In letters to the government, she wrote what she wanted: to leave Los Angeles and go to Chicago where she could live free and work. Before the internment, she said, the government had told Japanese Americans they could leave the state rather than be confined in a camp.
“But where would you go?” Shigekawa said. “The propaganda against the Japanese was so bad they could shoot you and ask questions later.”
Before she was ordered to Santa Anita, she could have moved to Chicago with friends.
But at the time, she simply did not believe a large-scale internment could happen. Now that it had and she was separated from her family, living like a prisoner, she wanted out.
When the government told her she was being sent to the camp at Heart Mountain in Wyoming, she wrote: I’ll go, but I won’t work.
One day an official showed up at Santa Anita looking for the doctor. He had figured Shigekawa was a man--one who would prefer working in the camp to being drafted into the Army. That official found himself face to face with the real Sakaye Shigekawa: a young, 4-foot, 7-inch Japanese American woman determined to get out.
“They thought they were doing me a favor by keeping me out of the 1/8Army 3/8, but I said I would rather have gone to the service than be in a concentration camp,” she said.
The government agreed to release her to Chicago. Later, her family was also detained at Santa Anita and then sent to a camp. Shigekawa started a practice and could have stayed in Chicago. But in 1948, she returned home.
Her parents’ store, she said, had been left in the care of the Dorseys, an African American family “who ran the whole business during the war and took care of everything,” including their St. Bernard dog. So her mother was able to eventually resume her business.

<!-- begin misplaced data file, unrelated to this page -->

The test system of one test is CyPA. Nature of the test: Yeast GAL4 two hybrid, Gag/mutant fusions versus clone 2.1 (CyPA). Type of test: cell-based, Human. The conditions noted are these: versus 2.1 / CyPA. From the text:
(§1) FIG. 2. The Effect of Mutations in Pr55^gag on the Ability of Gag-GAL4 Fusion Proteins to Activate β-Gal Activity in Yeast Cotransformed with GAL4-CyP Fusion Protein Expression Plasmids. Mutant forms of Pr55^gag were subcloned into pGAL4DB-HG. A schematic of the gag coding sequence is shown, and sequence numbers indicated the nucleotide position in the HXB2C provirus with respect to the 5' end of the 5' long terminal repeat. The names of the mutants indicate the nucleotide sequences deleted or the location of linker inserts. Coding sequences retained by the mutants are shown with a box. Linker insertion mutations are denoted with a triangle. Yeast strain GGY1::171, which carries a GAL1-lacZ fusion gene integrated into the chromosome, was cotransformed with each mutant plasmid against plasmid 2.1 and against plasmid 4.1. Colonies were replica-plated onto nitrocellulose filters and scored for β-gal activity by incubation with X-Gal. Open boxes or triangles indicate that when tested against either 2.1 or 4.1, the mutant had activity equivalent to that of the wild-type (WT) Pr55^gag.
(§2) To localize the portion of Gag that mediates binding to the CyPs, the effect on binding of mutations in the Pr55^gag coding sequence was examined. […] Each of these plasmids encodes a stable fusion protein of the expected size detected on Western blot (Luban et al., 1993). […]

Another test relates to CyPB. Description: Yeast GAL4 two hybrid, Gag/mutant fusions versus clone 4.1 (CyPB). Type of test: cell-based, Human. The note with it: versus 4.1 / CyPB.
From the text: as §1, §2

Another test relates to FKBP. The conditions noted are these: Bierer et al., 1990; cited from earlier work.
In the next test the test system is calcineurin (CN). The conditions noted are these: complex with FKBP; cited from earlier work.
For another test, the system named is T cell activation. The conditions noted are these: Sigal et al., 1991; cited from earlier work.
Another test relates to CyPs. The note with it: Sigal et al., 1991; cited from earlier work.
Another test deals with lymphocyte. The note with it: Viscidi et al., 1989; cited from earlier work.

The hog farm did not fare as well. It ended up in government receivership. After years of hard work, her father “got fleeced,” Shigekawa said.
In 1949, Shigekawa opened a practice on Santa Monica Boulevard--not far from the home her family had built on Benton Avenue, in a neighborhood between Silver Lake and Echo Park. Back then, it was exclusively white.
Before the internment, neighbors had gotten together to discuss ways of keeping the Shigekawa family out. The internment started before the family had a chance to move into their new home.
But after the war, Shigekawa and her parents moved in, and with time the family no one wanted would yield the neighborhood doctor.
The city changed for her in other ways.
Many Japanese American acquaintances of Shigekawa did not return after the war, choosing to stay in other cities because, she said, “they didn’t know if they could get a job if they came back here.”
In 1949, Shigekawa became the first Japanese American on the staff of Queen of Angels Hospital. That same year, an African American doctor was also accepted.
“There was resentment on the part of the nurses,” she recalled. “I wasn’t welcome, but I worked there. I ignored all the little snide remarks I heard as I’d be walking around. I tended to my own business.”
Although nonwhite doctors were accepted, it would take longer for all hospitals to integrate patient wards.
In 1977, Shigekawa became the first female president of the staff at Queen of Angels.
Today, Shigekawa, who never married, no longer delivers babies. But she continues seeing a small number of patients in the same office she opened in 1949.
Some are third-generation patients--the grandchildren of her earliest patients. Others are older people.
Since leaving Santa Anita she has never gone back--and she says she never will.
Now when she looks at the city, run-down areas in particular, she can’t help but remember how clean and well-kept it was years ago.
But her return to Los Angeles was never in question. In her eyes, she said, Los Angeles--and all of California--remains the “hub of the universe.”
“People treated me good in Chicago.” she said. “But Chicago is Chicago. . . . I wanted to come home.”